As of August 1, 2013, Utah state prisoners are able to talk to their visitors in languages other than English, reversing a longstanding policy.
The change puts an end to the nation’s only state prison system rule that forbids foreign languages during visits, according to Chesa Boudin, a federal public defender in San Francisco and co-author of a Yale University study on prison visitation. [See: PLN, May 2013, p.1].
According to the Utah Department of Corrections (DOC), approximately one-fifth of the state’s prison population is Hispanic. John Mejia, legal director of the American Civil Liberties Union of Utah, said that for many years his office had received a steady stream of complaints about the English-only visitation policy. Utah has many Spanish-speaking prisoners as well as others whose families speak Pacific Islander and Native American languages, he noted.
The policy change was initiated by the Utah DOC’s new director, Rollin E. Cook, who took over in April 2013 and agreed to make the change after meeting with ACLU officials. The English-only rule had been in place for decades as a “safety measure” so guards could monitor prisoner-visitor conversations, according to DOC spokesman Steve Gehrke. Guards will still have the authority to cut off conversations and ask visitors to either speak in English or leave if they think they are discussing nefarious plans, he stated.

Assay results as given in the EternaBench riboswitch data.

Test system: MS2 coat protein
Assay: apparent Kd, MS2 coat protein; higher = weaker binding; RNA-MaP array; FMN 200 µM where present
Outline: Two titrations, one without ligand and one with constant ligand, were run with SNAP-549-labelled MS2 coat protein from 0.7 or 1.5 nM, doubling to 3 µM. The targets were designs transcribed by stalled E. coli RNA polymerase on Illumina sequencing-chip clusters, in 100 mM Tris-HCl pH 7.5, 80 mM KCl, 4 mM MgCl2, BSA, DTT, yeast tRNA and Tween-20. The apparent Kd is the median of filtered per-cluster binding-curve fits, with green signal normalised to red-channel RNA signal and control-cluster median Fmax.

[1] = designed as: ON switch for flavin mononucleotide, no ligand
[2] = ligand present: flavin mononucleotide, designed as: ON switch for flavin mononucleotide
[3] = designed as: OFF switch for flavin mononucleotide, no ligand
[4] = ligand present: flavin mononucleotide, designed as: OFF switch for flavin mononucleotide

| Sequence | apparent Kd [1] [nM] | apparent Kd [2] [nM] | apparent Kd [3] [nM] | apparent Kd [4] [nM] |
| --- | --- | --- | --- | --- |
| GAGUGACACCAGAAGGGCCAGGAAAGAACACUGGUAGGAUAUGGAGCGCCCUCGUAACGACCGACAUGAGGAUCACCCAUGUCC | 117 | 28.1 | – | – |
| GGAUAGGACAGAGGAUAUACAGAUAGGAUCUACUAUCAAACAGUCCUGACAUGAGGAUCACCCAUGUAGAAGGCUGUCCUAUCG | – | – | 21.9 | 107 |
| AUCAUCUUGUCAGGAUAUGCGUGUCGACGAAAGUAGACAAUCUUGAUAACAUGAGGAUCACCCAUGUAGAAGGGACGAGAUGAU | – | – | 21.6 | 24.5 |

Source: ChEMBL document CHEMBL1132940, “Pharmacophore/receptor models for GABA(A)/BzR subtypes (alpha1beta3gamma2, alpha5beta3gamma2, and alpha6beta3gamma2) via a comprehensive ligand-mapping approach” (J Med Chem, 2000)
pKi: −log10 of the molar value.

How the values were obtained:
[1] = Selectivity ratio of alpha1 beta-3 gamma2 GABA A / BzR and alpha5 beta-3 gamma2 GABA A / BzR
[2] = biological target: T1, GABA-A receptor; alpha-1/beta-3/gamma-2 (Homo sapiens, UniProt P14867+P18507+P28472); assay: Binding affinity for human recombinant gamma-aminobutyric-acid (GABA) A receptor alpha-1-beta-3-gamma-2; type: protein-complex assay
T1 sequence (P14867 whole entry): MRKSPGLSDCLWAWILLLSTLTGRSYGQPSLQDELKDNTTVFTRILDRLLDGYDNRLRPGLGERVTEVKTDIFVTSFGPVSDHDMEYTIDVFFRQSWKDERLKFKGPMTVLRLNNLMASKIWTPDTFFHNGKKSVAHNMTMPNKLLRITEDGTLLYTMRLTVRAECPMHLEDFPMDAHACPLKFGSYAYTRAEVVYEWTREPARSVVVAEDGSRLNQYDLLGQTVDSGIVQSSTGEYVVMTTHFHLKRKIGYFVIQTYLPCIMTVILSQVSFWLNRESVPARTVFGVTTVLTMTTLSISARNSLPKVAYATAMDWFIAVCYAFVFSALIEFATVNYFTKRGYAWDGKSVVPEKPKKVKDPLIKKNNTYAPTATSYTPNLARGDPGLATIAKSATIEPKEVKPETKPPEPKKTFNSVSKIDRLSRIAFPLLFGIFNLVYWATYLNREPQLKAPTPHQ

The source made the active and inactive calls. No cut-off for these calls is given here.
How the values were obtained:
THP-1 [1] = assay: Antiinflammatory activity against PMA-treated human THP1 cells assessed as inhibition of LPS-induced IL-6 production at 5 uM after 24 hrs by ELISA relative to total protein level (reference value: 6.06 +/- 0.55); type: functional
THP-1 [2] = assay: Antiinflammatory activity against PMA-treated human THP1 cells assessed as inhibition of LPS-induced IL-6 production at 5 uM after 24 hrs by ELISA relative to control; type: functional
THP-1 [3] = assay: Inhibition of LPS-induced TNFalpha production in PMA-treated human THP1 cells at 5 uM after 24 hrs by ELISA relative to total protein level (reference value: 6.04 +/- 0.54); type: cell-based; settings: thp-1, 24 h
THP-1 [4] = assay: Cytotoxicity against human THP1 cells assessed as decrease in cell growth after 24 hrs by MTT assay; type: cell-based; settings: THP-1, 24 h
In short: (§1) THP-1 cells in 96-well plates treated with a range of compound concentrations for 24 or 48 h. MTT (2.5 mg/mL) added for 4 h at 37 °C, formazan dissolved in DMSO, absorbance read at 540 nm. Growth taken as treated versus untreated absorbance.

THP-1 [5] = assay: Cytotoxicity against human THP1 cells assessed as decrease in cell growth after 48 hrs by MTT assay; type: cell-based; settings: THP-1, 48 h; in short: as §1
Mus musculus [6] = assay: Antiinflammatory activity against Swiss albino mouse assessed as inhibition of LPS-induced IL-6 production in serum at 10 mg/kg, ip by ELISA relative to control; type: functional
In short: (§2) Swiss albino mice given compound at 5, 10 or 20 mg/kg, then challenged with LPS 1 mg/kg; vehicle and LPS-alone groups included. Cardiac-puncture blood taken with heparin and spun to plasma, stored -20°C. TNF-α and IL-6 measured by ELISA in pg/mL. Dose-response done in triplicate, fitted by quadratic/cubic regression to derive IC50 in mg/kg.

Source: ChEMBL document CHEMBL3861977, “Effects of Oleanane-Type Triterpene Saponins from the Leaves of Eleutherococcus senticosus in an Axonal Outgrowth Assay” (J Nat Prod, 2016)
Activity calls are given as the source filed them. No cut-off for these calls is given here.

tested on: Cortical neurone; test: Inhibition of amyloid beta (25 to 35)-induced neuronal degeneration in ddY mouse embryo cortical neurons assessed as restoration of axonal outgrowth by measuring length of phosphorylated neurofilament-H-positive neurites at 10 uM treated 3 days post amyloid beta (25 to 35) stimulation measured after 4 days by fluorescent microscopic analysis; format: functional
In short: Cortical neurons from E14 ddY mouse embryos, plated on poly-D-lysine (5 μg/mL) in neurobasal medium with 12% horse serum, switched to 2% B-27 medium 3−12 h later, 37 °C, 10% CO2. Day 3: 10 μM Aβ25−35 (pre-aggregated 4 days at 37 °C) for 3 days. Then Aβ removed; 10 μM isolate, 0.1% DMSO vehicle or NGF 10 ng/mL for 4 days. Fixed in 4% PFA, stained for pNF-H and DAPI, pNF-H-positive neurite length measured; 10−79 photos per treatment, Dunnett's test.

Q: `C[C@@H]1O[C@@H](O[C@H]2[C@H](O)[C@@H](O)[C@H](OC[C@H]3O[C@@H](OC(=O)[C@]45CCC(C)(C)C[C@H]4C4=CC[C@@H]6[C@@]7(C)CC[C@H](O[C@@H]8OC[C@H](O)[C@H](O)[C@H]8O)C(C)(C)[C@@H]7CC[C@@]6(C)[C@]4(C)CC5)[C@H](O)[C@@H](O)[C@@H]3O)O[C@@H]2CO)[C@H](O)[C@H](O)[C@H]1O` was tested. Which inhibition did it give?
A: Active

Director Cook said he has “zero concerns” about the new policy compromising security, adding the change gives the DOC a better balance between security and the rights of prisoners and their families. He stressed the positive impact of visits on prisoners’ rehabilitation. “That’s their connection to the community and to their family and friends. It’s going to make the visitation a lot better for people that don’t speak English as their first language.”
The DOC also changed its policy prohibiting “a nonrelative of the opposite sex” from visiting unless they were accompanied by the prisoner’s spouse or parents. Prison officials had claimed the policy was intended to prevent “fights during visitation when spouses find out about an affair,” Gehrke said. Because such incidents were rare, however, the rule was scrapped. The DOC will also now allow visitors to be on the visitation lists of more than one prisoner, on a case-by-case basis.
Sources: Associated Press, www.desertnews.com, www.oregonlive.com, www.sltrib.com
(Published by Prison Legal News; used by permission)